- In that capacity, they are responsible for the process of governance and responsible and accountable to the electorate in whose interests they exercise their authority.
- In that capacity, they may take objective procedural advice from council officers, who may not act ‘politically’; but they must not consult or take advice from any elected colleagues whose role remains ‘political’.
Do we have a Provost or a Depute Provost who can rise to this challenge?
In a situation of this kind, which involves member-to-member relations and member-to-officer relations, Audit Scotland may step in and conduct an audit of the scenario.
Their descriptive and analytic intervention may lead to a resolution of the matter. If it does not, they may refer the issue to the Accounts Commissioners.
We spoke to Audit Scotland this morning and they have made it public that they are aware of the situation obtaining in Argyll and Bute Council and are now looking at making just such an intervention.
This has to be helpful but it does mean that an entirely avoidable chapter of willful and irresponsible self-destruction in one party group has left Argyll and Bute again the subject of national scrutiny for political management of a very low order.
An Audit Scotland spokesman says:
‘We publish assurance and improvement plans for all 32 councils based on risk assessments for the year ahead. Argyll and Bute’s plan identifies planned work by auditors to review the relationships between councillors, and between councillors and officers. This work is at an early stage.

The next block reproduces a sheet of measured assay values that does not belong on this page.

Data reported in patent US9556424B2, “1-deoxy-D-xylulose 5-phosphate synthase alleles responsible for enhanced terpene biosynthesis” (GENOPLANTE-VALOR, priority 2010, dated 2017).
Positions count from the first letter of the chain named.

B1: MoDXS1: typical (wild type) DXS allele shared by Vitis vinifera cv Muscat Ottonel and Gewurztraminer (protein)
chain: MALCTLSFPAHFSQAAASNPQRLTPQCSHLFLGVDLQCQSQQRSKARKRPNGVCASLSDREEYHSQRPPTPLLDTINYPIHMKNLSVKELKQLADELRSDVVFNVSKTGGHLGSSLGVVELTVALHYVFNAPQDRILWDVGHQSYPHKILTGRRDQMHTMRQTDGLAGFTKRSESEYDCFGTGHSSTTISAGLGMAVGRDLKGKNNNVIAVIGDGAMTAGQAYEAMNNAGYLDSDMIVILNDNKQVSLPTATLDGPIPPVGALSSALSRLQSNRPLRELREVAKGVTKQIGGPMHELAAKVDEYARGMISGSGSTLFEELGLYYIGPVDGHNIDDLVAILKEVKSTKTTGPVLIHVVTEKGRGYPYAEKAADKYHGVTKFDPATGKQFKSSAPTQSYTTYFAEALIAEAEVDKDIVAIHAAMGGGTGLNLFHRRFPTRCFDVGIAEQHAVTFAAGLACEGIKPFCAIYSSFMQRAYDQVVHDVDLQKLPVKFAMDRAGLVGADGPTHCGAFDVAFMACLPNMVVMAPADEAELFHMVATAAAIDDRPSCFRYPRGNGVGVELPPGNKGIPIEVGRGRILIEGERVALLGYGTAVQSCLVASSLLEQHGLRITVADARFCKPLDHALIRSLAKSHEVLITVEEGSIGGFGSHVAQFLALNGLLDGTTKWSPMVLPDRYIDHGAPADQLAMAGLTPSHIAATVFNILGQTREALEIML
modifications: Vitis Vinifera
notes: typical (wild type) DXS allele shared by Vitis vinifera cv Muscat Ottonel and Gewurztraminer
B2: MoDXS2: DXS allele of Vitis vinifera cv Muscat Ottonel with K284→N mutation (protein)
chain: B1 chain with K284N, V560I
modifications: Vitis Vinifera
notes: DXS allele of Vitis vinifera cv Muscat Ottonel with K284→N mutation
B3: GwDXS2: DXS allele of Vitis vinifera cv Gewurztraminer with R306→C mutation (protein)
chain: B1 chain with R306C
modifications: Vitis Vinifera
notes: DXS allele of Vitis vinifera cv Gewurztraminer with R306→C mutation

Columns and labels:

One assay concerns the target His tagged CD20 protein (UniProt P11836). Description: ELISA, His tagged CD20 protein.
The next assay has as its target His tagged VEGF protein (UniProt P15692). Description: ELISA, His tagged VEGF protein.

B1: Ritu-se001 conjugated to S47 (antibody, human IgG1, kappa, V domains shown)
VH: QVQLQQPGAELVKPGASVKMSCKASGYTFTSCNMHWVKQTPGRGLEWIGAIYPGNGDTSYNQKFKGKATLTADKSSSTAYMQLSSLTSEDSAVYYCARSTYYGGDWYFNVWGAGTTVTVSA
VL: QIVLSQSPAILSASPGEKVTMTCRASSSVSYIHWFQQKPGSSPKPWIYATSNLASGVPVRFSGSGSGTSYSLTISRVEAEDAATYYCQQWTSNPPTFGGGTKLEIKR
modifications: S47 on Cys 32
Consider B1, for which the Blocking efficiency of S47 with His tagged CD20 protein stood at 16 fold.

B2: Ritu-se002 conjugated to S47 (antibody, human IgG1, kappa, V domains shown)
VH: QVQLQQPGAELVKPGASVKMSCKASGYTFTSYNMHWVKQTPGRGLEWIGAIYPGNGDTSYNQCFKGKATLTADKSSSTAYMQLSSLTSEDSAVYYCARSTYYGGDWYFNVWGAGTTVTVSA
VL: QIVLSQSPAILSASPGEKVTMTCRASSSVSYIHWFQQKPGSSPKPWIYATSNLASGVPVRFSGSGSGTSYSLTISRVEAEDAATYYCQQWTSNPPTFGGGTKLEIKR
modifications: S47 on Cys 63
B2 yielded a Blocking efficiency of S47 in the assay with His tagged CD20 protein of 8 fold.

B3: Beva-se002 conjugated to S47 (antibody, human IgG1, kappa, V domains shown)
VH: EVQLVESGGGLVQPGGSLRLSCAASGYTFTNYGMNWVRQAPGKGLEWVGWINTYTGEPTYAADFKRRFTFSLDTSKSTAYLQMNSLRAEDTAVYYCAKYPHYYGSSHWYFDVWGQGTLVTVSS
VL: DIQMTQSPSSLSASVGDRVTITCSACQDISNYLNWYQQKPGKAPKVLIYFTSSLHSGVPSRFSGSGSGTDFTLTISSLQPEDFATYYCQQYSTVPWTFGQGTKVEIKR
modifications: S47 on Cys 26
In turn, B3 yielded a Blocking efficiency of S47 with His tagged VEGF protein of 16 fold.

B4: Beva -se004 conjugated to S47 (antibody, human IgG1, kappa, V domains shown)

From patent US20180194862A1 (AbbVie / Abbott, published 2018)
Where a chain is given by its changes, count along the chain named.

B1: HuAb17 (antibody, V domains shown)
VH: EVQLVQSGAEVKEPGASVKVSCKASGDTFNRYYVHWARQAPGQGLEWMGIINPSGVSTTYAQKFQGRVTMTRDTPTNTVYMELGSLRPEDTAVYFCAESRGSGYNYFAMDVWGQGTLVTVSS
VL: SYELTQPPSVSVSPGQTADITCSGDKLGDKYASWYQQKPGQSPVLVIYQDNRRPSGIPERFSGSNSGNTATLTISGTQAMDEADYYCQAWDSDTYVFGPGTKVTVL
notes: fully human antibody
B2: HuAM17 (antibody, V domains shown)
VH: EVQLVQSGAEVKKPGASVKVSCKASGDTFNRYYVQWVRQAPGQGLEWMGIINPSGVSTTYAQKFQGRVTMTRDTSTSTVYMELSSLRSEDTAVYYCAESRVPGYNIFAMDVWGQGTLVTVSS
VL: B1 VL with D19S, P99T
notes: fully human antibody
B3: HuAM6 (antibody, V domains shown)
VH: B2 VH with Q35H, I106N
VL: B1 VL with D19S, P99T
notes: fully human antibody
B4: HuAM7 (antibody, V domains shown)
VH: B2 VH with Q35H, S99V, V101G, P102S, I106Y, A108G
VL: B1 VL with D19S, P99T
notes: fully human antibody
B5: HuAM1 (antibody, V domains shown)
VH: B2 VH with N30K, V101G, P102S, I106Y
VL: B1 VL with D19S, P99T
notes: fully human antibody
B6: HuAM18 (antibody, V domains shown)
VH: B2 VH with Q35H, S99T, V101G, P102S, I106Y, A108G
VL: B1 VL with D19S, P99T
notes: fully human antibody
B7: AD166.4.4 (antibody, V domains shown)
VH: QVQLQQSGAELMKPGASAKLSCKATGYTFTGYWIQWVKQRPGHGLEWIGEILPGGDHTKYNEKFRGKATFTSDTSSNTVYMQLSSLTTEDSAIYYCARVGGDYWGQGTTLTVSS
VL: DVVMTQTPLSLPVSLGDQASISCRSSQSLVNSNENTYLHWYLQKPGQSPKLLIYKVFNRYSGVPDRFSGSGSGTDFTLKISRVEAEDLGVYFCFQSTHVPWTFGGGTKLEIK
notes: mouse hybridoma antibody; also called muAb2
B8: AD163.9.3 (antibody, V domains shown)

‘As part of our annual audit on the council, we are also looking at the sale of two council-owned properties operated as outdoor education centres - Castle Toward and Ardentinny. The annual audit report is due to be published in October this year.’
The Audit Scotland website shows paragraph 7 of Argyll and Bute Council’s Assurance and Improvement Plan as reading:
‘No risks were identified with the council’s corporate governance framework that requires risk based scrutiny work. However concerns have been raised with Audit Scotland, in relation to the council’s dealings with an external company. Whilst audit work will not be done to investigate all of the concerns raised, some targeted work is planned. Work is to be undertaken by the Audit Scotland team in collaboration with colleagues from Best Value and Scrutiny Improvement, to review member to member and member to officer relationships. This has been reflected in an additional risk assessment for leadership and culture in this AIP.’